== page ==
This time the embargo was really working, even at the household level where Abigail Adams and her sister Mary Cranch brewed their Liberty “tea” from purple loosestrife and refused to purchase English calico and chintz. Exports to Britain from the Chesapeake area fell from 528,738 pounds in 1774 to 1,921 pounds in 1775.
William Pitt, no longer in power but still a fan of the colonies, arose unsteadily and ill in the House of Lords to move that the troops be withdrawn from Boston, and Parliament agree to not tax the colonies without their consent. His plea fell on deaf ears in a nation where there was much taxation but little representation as at that time only one Englishman in 400 had the vote.
Orders went out to Gage to move against hidden supplies of armaments in the countryside beyond Boston. On April 5, 1775 Lieutenant Colonel Francis Smith set out with Private John Howe to map the route to Concord. Disguised as workingmen, they stopped at Watertown for breakfast and asked a black serving girl if she knew where “we two could find employment.” The girl, who had recently been in Boston and knew the British commanders on sight, said: “Smith, you will find employment enough for you and all Gage’s men in a few months.”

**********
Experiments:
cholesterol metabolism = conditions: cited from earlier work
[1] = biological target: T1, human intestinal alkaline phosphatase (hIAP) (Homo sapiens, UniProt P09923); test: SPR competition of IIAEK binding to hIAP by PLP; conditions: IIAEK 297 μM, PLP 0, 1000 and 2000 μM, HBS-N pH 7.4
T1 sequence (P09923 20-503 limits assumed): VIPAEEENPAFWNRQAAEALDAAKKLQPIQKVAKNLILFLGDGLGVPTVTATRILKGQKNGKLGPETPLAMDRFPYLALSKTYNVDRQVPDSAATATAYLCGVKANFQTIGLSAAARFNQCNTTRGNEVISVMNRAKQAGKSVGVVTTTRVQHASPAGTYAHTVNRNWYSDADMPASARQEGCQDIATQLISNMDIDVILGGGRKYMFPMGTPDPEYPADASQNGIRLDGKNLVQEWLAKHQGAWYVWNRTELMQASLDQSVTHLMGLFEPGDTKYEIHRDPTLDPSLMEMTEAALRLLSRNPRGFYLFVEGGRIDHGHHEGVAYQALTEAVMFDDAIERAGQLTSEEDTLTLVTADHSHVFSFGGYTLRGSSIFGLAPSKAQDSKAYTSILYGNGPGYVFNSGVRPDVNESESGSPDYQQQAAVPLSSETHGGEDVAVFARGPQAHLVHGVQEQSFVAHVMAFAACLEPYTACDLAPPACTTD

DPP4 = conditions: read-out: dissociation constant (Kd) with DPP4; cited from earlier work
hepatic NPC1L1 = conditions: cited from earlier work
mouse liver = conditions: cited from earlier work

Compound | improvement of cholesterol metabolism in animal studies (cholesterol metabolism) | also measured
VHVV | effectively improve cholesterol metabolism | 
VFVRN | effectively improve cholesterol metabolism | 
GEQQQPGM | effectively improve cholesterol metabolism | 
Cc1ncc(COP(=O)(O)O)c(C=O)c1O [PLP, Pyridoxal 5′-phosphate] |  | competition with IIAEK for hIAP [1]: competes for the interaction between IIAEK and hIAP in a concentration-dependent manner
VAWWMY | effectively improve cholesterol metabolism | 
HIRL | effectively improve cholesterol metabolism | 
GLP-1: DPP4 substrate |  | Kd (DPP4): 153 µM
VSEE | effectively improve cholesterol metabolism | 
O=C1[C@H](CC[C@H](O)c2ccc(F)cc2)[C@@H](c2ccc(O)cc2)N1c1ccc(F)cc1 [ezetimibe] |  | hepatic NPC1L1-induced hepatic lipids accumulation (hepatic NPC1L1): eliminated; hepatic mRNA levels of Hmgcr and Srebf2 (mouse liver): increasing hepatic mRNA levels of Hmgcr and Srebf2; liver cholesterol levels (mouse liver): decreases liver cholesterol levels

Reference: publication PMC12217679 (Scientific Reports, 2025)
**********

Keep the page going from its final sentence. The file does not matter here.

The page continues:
“This conversation about wound up our breakfast,” Private Howe reported.
A few days later the serving girl’s prophecy came true as Smith led his fateful column to Lexington and Concord. News of the skirmish reached London on May 29, 1775. The city took it well. Stocks only dropped one-and-a-half per cent, which, said Joseph Reed, a Pennsylvania lawyer, “they often do at the slightest alarm. A minister never dreads a fall till it gets to 8%.” John Lovell knew better. He was Master of the Boston Latin School from 1738 until April 19, 1775. When he heard of the fighting at Lexington and Concord, he dismissed his class at once saying, “War’s begun-school’s done.”
On September 11, 1775, before the Americans had scarcely found which Philadelphia tavern served the best Madeira, an exasperated George III wrote Lord North: “The dye [sic] is now cast. The Colonies must either submit or triumph; I do not wish to come to severer measures, but we must not retreat.” Two months later he told North: ” … blows must decide whether they are to be subject to this country or independent.” The string of misunderstandings and muddlings, sometimes accidental, conspired to blow up the parent-child relationship. Abigail Adams, never afraid to voice her opinion, wrote in November or ‘75, “Let us separate, they are unworthy to be our Breathren.”